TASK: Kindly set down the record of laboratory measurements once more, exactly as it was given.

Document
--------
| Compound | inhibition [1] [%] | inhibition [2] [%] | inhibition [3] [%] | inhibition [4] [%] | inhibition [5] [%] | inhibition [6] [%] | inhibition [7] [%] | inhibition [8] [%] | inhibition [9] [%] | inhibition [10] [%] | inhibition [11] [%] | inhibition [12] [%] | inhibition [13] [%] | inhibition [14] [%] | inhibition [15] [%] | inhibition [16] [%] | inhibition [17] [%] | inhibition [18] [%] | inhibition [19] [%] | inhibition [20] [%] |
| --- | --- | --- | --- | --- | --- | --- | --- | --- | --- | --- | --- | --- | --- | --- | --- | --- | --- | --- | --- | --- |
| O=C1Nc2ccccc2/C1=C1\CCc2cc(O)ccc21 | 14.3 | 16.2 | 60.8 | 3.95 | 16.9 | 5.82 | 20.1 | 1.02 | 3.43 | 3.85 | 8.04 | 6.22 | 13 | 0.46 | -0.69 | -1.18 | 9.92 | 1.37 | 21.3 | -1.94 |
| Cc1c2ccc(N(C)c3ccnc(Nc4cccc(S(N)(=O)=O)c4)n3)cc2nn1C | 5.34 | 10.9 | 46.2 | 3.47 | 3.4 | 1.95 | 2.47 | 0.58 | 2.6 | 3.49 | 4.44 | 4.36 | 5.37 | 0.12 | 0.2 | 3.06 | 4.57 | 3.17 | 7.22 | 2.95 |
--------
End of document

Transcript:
| Compound | inhibition [1] [%] | inhibition [2] [%] | inhibition [3] [%] | inhibition [4] [%] | inhibition [5] [%] | inhibition [6] [%] | inhibition [7] [%] | inhibition [8] [%] | inhibition [9] [%] | inhibition [10] [%] | inhibition [11] [%] | inhibition [12] [%] | inhibition [13] [%] | inhibition [14] [%] | inhibition [15] [%] | inhibition [16] [%] | inhibition [17] [%] | inhibition [18] [%] | inhibition [19] [%] | inhibition [20] [%] |
| --- | --- | --- | --- | --- | --- | --- | --- | --- | --- | --- | --- | --- | --- | --- | --- | --- | --- | --- | --- | --- |
| O=C1Nc2ccccc2/C1=C1\CCc2cc(O)ccc21 | 14.3 | 16.2 | 60.8 | 3.95 | 16.9 | 5.82 | 20.1 | 1.02 | 3.43 | 3.85 | 8.04 | 6.22 | 13 | 0.46 | -0.69 | -1.18 | 9.92 | 1.37 | 21.3 | -1.94 |
| Cc1c2ccc(N(C)c3ccnc(Nc4cccc(S(N)(=O)=O)c4)n3)cc2nn1C | 5.34 | 10.9 | 46.2 | 3.47 | 3.4 | 1.95 | 2.47 | 0.58 | 2.6 | 3.49 | 4.44 | 4.36 | 5.37 | 0.12 | 0.2 | 3.06 | 4.57 | 3.17 | 7.22 | 2.95 |